Getting around

A specialized tour operator takes disabled Israelis to exotic locations. The only obstacle is the cost.

world88 (photo credit: )
(photo credit: )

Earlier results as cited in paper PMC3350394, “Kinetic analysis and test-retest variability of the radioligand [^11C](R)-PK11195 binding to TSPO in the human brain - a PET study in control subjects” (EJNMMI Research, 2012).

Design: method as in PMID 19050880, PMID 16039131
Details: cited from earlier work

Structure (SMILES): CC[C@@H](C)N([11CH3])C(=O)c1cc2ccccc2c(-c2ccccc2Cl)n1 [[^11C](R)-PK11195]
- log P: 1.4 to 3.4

An exotic traveler might pass a vacation romping through rice paddies in China, riding elephants in Thailand or befriending the koalas and kangaroos of Australia. Even the able-bodied might find these excursions challenging, but wheelchair-bound Israelis are now enjoying these worldwide adventures thanks to the initiative of one Israeli tour operator. With a lot of creativity and perseverance, Daniel Steinberg has created a niche in the operation of tours for Israelis with physical disabilities. From the remote corners of South America and the peaks of the Canadian Rockies to the conventions of Europe and the allures of the Far East, his tours leave almost no region unexplored. Having just returned from a trip to Brazil and Argentina, Steinberg is already preparing to lead two more trips during the year, each of which takes almost 12 months to prepare. Steinberg's goal is to ensure that group members see everything that an able-bodied person would be able to view, and therefore limits his trips almost exclusively to those confined to a wheelchair. "I cannot mix people together and take blind people along with people in a wheelchair. The attractions for them will be very different," he explains. Given the availability of specially adapted hotel rooms, each tour can include only four or five people completely confined to a wheelchair and a slightly larger number of others whose movement is partially impaired. Each participant is required to travel with a companion (in some cases, a husband and wife team), and Steinberg also hires group helpers from the local community to help navigate the cultural and physical terrains. Social worker Aliza Cohen suffers from a debilitating disease that forces her to alternate between crutches and a wheelchair. The adventures she has undergone are more exotic than those experienced by most regular tour groups. "When we were in China, we convinced our guide to take us to a village so we could talk to people that were working in the fields," she says. "It was really something." The idea to run trips for individuals with disabilities began with a visit from a non-Jewish physically disabled tour group from England in the early 1980s. "This was the first time I went deep into the question of how to get around," Steinberg says. Six months after the trip, the group contacted Steinberg again to inquire why he wasn't bringing Israelis with disabilities to visit England. So he did, and thus began a long labor of love. It's one that doesn't go unnoticed by his grateful participants. "Danny does this because he loves to do it and when you love to do it, you will always try to make the best of it," says Mati Angel, a three-time trip participant. Angel has been confined to a wheelchair for more than 50 years after being injured in an army accident when she was 18. "I like to go with Danny because there are very few unpleasant surprises," she relates. Almost all of the unpleasant surprises that do occur, however, usually take place once the group is on the airplane, Steinberg notes wearily. Steinberg has fought his share of battles with the airlines - from having to convince travelers to sit next to a handicapped person to reminding a Greek airline that insisted it couldn't accommodate more than two wheelchairs per flight that it would soon have to handle the arrangements for the Paralympics. Although he finds El Al is often one of the most accommodating airlines, he recalls one trip in which as the flight was about to take-off, he made his regular request to see the location of the special narrow wheelchair that airlines provide to maneuver the narrow plane aisles, allowing participants to visit the bathroom. Rather than showing him the wheelchair, the flight attendant asserted that the airliner would provide special bags instead. Appalled by the suggestion, Steinberg demanded that the airline deliver a special wheelchair to the plane whose doors had already been closed for the flight to Peking. An argument ensued which eventually involved the captain of the flight. In the end, the doors were reopened and a truck arrived with the special wheelchair in tow. Steinberg's depth and breadth of knowledge about handicapped travel has led to invitations from the UN to share his knowledge with guides from the General Assembly. Even with preparation, some crises are unavoidable. On a trip to Australia, Cohen fell in a hotel and broke her legs. Although she spent 12 days in the hospital and missed the New Zealand excursion, she managed to fly back to Israel with the main group and has continued to go on the tours to South Africa, Greece and Vietnam. Most of the participants accept that a certain level of risk is inevitable. On more than one occasion, a health crisis has forced a participant to withdraw from the trip at the last minute. Insurance will often cover the financial losses suffered by the participant, but it will not cover the costs of the assistant who will also no longer be traveling on the trip. With tour costs ranging between $2,500 and $4,000, the financial losses can be substantial. As a result, the trips - like any luxury trip abroad (sometimes only five star hotels have wheelchair-accessible rooms) - tend to attract older people who can afford the costs. For the participants who love to travel, the cost is well worth it. Cohen has been on over six trips with Steinberg, and she's only just beginning her world tour. For more information call: 624-9314.